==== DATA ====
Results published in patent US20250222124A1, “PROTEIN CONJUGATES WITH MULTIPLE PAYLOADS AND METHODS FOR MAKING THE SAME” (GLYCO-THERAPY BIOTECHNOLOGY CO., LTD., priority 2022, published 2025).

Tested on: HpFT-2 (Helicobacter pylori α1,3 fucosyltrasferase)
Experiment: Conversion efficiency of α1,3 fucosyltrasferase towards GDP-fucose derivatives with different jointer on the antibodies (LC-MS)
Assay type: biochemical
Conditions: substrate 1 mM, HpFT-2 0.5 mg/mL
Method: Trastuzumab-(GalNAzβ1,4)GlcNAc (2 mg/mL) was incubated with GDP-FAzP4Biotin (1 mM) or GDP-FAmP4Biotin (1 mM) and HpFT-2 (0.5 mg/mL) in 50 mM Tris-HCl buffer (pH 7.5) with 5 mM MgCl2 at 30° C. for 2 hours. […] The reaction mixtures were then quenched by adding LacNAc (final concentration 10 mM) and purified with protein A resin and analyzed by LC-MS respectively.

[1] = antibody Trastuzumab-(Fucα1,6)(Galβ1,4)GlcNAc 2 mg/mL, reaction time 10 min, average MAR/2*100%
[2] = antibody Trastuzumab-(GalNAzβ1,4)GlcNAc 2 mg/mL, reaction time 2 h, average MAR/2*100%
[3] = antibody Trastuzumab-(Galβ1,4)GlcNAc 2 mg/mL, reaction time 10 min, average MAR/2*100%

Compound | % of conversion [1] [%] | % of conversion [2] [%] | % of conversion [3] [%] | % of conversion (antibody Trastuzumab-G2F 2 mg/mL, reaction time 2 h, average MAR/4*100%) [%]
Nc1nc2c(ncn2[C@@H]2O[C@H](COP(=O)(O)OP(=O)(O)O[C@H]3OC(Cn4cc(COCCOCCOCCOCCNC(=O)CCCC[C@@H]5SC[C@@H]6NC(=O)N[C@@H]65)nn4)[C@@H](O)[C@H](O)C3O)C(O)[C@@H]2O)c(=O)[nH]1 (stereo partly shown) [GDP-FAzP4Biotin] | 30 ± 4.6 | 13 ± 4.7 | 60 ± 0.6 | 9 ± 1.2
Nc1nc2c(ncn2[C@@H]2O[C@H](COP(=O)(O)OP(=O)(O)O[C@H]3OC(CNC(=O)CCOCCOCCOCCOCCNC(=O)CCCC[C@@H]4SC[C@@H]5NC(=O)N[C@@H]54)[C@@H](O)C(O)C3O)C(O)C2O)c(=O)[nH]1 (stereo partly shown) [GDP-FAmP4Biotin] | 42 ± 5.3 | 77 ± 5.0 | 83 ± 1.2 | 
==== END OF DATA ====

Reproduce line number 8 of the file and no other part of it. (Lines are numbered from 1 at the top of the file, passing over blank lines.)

[2] = antibody Trastuzumab-(GalNAzβ1,4)GlcNAc 2 mg/mL, reaction time 2 h, average MAR/2*100%